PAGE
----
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Date: Thu, 16 Jan 2020 08:41:47 -0500
From: Rich Felker <>
To: "zhaohang (F)" <>
Cc: "" <>,
	pengyuanhong <>
Subject: Re: some doubts about pthread_cancel

On Thu, Jan 16, 2020 at 12:41:25PM +0000, zhaohang (F) wrote:
> Hi,
> I have two doubts about pthread_cancel in musl v1.1.22.
> static void cancel_handler(int sig, siginfo_t *si, void *ctx)
>  {
>          pthread_t self = __pthread_self();
>          ucontext_t *uc = ctx;
>          uintptr_t pc = uc->uc_mcontext.MC_PC;
>           a_barrier();
>          if (!self->cancel || self->canceldisable == PTHREAD_CANCEL_DISABLE) return;
> 1. If try to cancel a thread which is asynchronous and
> cancel-disable, the handler of SIGCANCEL will return directly here
> and it seems that the cancellation request is not remained queued.
> It makes me confused how this thread will be assured to cancel after
> it enables cancellation?

self->cancel remains true, so the request will be acted upon at the
next cancellation point. If your concern is that it won't be acted
upon as soon as the cancellation state is set back to enabled, I
believe that's correct, but there's no requirement for async
cancellation to happen sooner than deferred, only an allowance.

If you think this is a practical problem/QoI issue,
pthread_setcancelstate could be made to check for somethig like
new==PTHREAD_CANCEL_ENABLE && self->cancelasync && self->cancel and to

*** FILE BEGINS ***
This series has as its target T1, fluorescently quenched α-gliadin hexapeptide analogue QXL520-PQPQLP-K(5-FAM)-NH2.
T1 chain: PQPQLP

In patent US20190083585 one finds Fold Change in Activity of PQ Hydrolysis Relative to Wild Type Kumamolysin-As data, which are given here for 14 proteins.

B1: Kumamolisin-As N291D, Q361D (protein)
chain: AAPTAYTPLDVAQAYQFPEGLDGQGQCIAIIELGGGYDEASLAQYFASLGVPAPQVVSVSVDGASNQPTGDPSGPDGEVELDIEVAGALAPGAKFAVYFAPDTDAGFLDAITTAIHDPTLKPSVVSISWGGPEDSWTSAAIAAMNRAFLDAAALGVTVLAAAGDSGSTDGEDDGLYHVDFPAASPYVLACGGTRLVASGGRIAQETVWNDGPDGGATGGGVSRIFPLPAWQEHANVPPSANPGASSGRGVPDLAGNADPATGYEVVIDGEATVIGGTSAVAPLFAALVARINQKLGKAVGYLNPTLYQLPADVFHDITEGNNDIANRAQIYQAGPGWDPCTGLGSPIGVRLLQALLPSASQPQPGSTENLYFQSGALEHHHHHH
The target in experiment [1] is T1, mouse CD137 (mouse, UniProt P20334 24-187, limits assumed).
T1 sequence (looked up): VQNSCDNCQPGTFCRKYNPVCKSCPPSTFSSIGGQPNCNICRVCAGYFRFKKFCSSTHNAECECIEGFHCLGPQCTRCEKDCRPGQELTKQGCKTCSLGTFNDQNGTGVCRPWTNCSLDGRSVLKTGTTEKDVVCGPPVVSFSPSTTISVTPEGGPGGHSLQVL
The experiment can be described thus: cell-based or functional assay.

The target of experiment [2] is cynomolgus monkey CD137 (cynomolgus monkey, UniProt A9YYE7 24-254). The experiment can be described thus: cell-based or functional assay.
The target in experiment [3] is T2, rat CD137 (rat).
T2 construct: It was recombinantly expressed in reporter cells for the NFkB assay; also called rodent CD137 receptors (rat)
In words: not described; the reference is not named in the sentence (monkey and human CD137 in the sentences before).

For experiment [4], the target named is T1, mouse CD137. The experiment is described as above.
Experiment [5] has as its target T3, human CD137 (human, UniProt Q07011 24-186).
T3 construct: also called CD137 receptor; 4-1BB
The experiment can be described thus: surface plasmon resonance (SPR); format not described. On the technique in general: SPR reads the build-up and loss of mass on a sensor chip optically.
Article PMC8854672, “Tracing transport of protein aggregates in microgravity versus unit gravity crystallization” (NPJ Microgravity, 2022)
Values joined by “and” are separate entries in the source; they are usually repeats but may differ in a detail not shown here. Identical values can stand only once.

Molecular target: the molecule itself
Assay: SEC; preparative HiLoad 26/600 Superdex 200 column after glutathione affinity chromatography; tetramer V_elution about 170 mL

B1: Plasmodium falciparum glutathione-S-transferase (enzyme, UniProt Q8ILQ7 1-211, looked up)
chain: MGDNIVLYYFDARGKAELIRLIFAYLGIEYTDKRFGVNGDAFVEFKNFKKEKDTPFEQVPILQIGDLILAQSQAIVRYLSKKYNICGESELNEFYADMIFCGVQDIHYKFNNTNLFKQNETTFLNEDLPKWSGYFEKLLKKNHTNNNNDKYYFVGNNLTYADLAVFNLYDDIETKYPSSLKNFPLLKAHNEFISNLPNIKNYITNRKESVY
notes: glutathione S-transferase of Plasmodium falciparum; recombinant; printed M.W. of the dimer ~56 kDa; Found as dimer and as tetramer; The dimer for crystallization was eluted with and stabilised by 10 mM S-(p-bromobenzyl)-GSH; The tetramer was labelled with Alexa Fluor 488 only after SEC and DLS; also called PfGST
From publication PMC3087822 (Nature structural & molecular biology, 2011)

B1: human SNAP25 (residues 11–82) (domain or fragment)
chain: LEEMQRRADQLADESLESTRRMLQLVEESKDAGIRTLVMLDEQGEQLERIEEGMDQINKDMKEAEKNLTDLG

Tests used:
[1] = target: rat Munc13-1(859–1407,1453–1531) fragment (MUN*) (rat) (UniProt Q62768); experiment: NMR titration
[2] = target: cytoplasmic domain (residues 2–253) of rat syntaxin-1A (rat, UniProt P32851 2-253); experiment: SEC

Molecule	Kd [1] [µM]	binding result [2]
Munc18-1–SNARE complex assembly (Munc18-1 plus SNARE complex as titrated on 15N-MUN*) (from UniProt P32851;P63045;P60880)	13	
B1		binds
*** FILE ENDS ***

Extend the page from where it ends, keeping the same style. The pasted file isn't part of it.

act on it in that case.

>           _sigaddset(&uc->uc_sigmask, SIGCANCEL);
>           if (self->cancelasync || pc >= (uintptr_t)__cp_begin && pc < (uintptr_t)__cp_end) {
>                  uc->uc_mcontext.MC_PC = (uintptr_t)__cp_cancel;
>  #ifdef CANCEL_GOT
>                  uc->uc_mcontext.MC_GOT = CANCEL_GOT;
>  #endif
>                  return;
>          }
>           __syscall(SYS_tkill, self->tid, SIGCANCEL);
> 2. Why send SIGCANCEL again here? I think self->cancel is enough to
> judge whether a deferred thread has been cancelled, and furthermore
> SIGCANCEL is added to uc->uc_sigmask so that SIGCANCEL will not be
> handled again. }

It's needed for the corner case where SIGCANCEL arrives during a
signal handler that's interrupted a cancellation point. The SIGCANCEL
handler has determined that cancellation is not to be acted upon now,
but when the other signal handler (the one it interrupted) returns,
whether to act needs to be evaluated again since it might return to a
point between the evaluation of self->cancel and the syscall
(including restarting the syscall itself) in __syscall_cp_asm.

By re-raising SIGCANCEL but returning from the SIGCANCEL handler with
it blocked, the handler sets up for it to be unblocked atomically with
return of the first signal handler and thereby re-run when the first
signal handler returns.

This cascades for arbitrary levels of nested signal handlers.


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